Snow It Goes: Build a fire

If the weather outside is, well, frightful, you can still have an evening that’s pretty delightful. Winter nights are the perfect time to cuddle up by the fireplace or brave a snowy bonfire with friends. Here’s some tips—from how-to gurus Lifehacker and The Art of Manliness—on how to make it perfect

If the weather outside is, well, frightful, you can still have an evening that’s pretty delightful. Winter nights are the perfect time to cuddle up by the fireplace or brave a snowy bonfire with friends. Here’s some tips—from how-to gurus Lifehacker and The Art of Manliness—on how to make it perfect:

Gather your supplies

• Matches or some kind of firestarter.
• Tinder. These are dry materials that catch fire easily and burn fast. Outdoors, that could mean dry leaves, bark, grass or woodshavings. Inside, you can opt for newspaper.
• Kindling. Smaller pieces of dry wood that will help keep the fire going, such as small twigs or branches.
• Logs or fuel wood. These big guys go into the fire last and keep it burning—look for dry logs or branches about a few inches in diameter.
• Water to douse the fire when you’re finished.

Fireplace

• Double check the flue before you start so you don’t end up with a room full of smoke.
• Crumple up some newspaper, and throw it in the back of the fireplace.
• Stack some kindling on top of the newspaper. Leave enough room for oxygen to circulate.
• Light the fire. Light the tinder in several places to get it burning; the kindling should catch easily. When it’s burning, you can add more kindling to build up a coal bed.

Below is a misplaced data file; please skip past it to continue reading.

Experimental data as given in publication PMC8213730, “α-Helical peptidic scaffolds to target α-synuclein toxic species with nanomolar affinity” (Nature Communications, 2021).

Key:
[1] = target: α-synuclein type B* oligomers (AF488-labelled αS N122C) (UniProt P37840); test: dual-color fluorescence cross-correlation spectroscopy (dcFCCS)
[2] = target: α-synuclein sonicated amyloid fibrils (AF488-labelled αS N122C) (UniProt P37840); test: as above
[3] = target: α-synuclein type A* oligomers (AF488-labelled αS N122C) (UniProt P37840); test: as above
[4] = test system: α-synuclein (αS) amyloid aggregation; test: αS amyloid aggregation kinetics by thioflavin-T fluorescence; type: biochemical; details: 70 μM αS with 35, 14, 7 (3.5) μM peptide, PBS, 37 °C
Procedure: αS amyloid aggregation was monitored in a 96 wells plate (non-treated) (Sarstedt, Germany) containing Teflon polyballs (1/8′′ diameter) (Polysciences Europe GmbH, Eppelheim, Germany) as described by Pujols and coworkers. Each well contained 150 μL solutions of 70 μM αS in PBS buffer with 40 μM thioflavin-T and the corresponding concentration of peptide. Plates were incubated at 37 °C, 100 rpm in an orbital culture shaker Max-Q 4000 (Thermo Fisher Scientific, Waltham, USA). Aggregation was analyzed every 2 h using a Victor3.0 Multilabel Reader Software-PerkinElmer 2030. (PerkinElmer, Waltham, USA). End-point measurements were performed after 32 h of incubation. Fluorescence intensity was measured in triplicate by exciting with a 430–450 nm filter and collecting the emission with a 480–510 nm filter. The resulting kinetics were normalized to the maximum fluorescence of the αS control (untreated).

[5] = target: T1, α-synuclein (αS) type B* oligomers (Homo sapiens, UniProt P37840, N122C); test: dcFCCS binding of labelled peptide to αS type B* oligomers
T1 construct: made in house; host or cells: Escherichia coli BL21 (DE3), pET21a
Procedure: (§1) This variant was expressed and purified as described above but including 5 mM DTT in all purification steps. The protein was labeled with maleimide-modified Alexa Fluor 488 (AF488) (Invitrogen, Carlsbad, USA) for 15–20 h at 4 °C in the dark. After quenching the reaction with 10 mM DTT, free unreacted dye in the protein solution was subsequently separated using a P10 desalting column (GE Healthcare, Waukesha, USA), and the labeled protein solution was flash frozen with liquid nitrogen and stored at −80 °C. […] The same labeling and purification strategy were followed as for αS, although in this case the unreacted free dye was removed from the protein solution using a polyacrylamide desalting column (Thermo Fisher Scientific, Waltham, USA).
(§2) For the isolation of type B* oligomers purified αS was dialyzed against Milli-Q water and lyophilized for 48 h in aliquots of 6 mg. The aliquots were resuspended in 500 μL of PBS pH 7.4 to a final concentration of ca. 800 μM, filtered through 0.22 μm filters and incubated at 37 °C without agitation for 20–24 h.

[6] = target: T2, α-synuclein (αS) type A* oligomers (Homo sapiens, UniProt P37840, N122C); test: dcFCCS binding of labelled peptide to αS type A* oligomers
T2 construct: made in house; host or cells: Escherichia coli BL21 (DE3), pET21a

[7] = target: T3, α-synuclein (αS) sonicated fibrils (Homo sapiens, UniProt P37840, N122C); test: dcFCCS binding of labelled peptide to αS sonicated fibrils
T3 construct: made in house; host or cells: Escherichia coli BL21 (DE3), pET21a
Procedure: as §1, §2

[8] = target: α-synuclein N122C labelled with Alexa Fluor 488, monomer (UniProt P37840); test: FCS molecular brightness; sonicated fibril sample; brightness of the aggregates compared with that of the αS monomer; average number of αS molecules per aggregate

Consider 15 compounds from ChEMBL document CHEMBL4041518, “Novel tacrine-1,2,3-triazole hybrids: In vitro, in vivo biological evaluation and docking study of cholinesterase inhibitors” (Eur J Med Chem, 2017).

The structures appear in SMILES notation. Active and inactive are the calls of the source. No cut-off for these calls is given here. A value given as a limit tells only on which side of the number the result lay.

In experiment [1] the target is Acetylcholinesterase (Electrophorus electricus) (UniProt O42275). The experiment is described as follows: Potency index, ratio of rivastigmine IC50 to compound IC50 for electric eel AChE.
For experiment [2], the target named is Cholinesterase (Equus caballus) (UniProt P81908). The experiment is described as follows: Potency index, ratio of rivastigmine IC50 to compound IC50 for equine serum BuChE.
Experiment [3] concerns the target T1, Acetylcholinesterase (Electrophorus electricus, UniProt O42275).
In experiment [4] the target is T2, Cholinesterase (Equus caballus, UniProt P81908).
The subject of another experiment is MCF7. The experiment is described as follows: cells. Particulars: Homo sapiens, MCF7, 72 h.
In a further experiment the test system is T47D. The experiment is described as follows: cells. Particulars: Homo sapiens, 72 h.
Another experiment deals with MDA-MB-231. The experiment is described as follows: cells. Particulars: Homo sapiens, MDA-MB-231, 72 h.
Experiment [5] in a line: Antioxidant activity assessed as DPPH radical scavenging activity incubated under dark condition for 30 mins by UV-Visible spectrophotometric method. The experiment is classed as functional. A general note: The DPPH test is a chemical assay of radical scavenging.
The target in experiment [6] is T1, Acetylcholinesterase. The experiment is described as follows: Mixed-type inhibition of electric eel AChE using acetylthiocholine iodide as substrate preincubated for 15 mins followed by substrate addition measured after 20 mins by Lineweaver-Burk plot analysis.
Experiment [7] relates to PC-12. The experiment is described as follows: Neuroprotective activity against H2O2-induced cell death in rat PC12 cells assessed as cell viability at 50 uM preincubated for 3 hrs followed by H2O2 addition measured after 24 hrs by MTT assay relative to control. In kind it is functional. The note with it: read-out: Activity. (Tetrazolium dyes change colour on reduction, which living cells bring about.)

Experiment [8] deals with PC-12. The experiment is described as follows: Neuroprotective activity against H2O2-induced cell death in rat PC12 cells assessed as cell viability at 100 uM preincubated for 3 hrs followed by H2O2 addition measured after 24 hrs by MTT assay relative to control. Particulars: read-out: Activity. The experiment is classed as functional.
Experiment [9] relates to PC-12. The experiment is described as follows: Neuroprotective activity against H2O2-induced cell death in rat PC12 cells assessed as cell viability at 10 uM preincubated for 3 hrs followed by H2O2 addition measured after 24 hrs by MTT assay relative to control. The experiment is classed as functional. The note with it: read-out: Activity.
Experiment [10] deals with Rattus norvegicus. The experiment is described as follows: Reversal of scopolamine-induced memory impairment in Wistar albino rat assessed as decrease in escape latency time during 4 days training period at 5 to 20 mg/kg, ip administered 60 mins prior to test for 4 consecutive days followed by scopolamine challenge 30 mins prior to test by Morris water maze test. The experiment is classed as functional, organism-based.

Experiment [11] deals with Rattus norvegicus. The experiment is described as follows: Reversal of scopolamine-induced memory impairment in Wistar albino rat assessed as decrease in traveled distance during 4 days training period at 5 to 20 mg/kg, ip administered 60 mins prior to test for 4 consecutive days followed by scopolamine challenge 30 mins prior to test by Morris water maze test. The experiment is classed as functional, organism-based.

• Once the fire is really going, start adding the logs. Lay them across lengthwise, and then stack a few on top diagonally. Don’t add too many or you’ll smother the fire.

Campfire

• Prepare your area: If you have a designated campfire spot, or you’re using a firepit, you’re set. If not, you’ll want to find a space with bare earth clear of grass and debris. Build up a pile of dirt to make a platform about 3-4 inches thick, and surround it with rocks.

• Make a pile of tinder in the middle of the pit. Above the tinder, make a teepee out of the kindling. Make sure to leave an opening on the side the wind is blowing to allow oxygen to feed the fire. Continue building the teepee by adding the logs or fuel wood.

• Light the tinder. The fire should burn its way up. When the teepee collapses, add more fuel wood.

• Be sure to completely douse your fire with water (sprinkle, don’t pour to avoid flooding the fire pit). Stir the embers with a stick or shovel to make sure everything is doused. You’ll know you’re done when the ashes feel cool to the touch.